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Saturday, October 24, 2009

Are We Stardust?




The source of human life, its connections and origins, is an ongoing study of controversy. Regardless of the theory, creationism or evolution, the composition of the elements of the body are generally accepted. Science and religion create intense curiosity and beg much further investigation. Understanding the universe and humanity's place in it has always been a primary focus of human inquiry since the time of the caveman. 

Here is one of American astrophysicist Neil deGrasse Tyson's (Director of the Hayden Planetarium at the American Museum of Natural History in Manhattan) top ten favorite facts about the universe:

"There are more molecules of water in a cup of water than cups of water in all the world's oceans. This means that some molecules in every cup of water you drink passed through the kidneys of Genghis Khan, Napoleon, Abe Lincoln or any other historical person of your choosing. Same goes for air: There are more molecules of air in a single breath of air than there are breaths of air in Earth's entire atmosphere. Therefore, some molecules of air you inhale passed through the lungs of Billy the Kid, Joan of Arc, Beethoven, Socrates or any other historical person of your choosing." (Washington Post, December 16 2007)




Quite an amazing conception? Tyson also relates that with chemical elements forged over 14 billion years in the fires of high-mass stars that exploded into space, and with these elements enriching subsequent generations of stars with carbon, oxygen, nitrogen and other basic ingredients of life itself, we are not just figuratively but literally made of stardust. (Washington Post, December 16 2007)

Since the elements were formed in the interior of stars, we often call this "star dust". NAI Senior Scientist David Morrison states, "The Earth and everything on it, including the oceans, atmosphere, and life itself, are composed largely of material that was once stardust, and later incorporated into the solar system as it formed." (May 8 2006)
 
And, incredibly, Richard Grant of Nature Network ("We Are Stardust," October 17 2008), contends these atoms were made in stars back at the beginning of the Universe, billions of years ago. And when another star dies -- or goes "nova" -- these new atoms are spread into space and form part of new stars, and planets, and people: all made from bits of old stars.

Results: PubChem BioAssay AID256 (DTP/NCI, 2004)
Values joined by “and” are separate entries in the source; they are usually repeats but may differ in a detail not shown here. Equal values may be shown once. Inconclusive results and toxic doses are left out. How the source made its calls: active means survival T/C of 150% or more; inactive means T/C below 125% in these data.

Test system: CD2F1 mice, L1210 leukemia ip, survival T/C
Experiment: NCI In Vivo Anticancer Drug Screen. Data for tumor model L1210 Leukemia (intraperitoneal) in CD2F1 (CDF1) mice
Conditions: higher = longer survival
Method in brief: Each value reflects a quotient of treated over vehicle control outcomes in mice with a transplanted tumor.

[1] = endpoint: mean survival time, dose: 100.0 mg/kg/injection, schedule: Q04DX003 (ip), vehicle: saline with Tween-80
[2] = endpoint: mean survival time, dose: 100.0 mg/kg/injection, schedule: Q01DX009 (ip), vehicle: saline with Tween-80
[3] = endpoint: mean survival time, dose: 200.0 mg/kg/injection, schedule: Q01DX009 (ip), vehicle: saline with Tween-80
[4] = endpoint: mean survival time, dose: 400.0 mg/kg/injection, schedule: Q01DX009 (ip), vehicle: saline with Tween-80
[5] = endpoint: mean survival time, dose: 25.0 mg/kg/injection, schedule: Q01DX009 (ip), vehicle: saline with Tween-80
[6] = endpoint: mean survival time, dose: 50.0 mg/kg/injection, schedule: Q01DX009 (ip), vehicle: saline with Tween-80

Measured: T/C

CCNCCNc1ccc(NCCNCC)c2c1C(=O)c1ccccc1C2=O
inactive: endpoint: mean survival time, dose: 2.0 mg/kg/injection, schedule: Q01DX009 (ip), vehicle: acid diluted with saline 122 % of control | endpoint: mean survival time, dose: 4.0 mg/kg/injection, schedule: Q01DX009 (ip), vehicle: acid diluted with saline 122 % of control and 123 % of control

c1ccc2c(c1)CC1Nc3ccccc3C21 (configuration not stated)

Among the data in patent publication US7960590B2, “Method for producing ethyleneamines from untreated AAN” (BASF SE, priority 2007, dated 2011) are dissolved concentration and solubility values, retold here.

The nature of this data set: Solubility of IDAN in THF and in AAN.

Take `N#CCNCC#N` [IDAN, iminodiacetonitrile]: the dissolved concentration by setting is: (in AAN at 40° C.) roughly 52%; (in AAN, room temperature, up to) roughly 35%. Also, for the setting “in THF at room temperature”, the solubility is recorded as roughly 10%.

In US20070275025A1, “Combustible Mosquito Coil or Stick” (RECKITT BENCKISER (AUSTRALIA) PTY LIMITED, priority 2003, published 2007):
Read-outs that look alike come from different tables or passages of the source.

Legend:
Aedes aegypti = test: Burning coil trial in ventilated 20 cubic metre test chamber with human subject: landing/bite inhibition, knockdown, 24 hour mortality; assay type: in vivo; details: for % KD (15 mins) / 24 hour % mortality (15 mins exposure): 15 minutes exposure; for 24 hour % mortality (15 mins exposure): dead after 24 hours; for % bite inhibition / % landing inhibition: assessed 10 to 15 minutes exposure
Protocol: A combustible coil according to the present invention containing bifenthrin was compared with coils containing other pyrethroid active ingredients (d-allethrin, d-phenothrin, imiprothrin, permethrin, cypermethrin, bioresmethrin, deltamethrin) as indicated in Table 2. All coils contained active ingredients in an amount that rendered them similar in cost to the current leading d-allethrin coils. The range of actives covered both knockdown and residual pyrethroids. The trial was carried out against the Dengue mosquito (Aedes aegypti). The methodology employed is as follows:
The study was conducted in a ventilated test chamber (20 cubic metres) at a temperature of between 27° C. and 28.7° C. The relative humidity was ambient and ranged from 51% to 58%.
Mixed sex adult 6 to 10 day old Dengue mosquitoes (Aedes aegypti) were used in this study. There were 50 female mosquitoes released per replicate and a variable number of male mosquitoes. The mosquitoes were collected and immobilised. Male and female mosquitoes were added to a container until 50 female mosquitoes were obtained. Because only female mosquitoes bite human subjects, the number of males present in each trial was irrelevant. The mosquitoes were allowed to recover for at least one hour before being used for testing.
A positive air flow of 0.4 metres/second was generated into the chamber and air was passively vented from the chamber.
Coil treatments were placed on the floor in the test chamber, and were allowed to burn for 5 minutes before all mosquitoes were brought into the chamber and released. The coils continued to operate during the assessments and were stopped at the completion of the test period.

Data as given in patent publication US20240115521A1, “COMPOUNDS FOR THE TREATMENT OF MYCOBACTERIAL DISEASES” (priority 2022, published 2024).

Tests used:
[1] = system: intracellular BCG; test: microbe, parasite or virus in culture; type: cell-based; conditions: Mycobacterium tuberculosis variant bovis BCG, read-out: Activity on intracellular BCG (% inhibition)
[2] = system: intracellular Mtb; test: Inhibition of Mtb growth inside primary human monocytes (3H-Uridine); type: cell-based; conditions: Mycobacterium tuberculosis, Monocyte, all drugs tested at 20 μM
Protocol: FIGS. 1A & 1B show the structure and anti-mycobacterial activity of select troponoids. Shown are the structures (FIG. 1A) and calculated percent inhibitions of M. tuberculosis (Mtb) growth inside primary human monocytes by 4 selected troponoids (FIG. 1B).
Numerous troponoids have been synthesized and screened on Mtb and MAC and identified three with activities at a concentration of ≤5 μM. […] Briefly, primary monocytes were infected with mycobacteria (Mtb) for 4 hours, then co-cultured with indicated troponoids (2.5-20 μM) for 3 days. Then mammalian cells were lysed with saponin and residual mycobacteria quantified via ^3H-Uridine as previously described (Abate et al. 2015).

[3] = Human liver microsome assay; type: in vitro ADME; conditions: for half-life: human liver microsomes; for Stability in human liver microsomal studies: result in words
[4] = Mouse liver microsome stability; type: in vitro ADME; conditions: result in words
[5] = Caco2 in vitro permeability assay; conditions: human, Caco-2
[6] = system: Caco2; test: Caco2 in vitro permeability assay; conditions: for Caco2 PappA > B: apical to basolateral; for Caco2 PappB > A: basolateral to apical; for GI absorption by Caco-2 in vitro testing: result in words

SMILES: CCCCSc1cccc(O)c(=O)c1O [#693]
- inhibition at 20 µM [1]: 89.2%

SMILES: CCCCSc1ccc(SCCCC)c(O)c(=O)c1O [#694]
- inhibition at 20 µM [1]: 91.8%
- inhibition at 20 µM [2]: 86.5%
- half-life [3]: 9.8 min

Literally, then how much of a person is stardust? The statement that we are all "star stuff" was coined by the late astronomer Carl Sagan. Scientists have established that every element in the periodic table aside from hydrogen is essentially stardust, so to determine how much of the body is made up of stardust, they have to know how many hydrogen atoms are in the body, then they can say that the rest is stardust. It turns out that after calculations, the scientists conclude that 93% of the mass in the body is stardust, forged in the fiery belly of a star what lived and died before the Sun was born. (www.physicscentral.com, 2009)

Add to this another wondrous thought. It seems that diamonds are found in huge numbers in some meteorites. Now, American astronomers believe these diamonds were formed in supernova explosions. First isolated in meteorites in 1987 by Edward Anders of the University of Chicago, tiny diamonds (so miniscule that trillions could fit on the head of a pin) have been researched. Some scientists believe they have found evidence that the colossal cloud of dust thought to be thrown up into the atmosphere in the wake of a meteorite's impact may spread newly formed diamond dust all around the world. (New Scientist, February 8 1992)

Perhaps all humans contain a little of this diamond stardust. Stare into the skies on a clear, star-filled night and feel the immediate connection and awesome wonder. As an infinite extension of our own being, the Universe seems to cradle us in a mysterious, but secure, divine scheme -- diamonds and stardust together awaiting heavenly transformation. 

"Humans are genetically connected with life on Earth, chemically connected with life on other star systems and atomically connected with all matter in the universe."  -- Neil deGrasse Tyson


 




 
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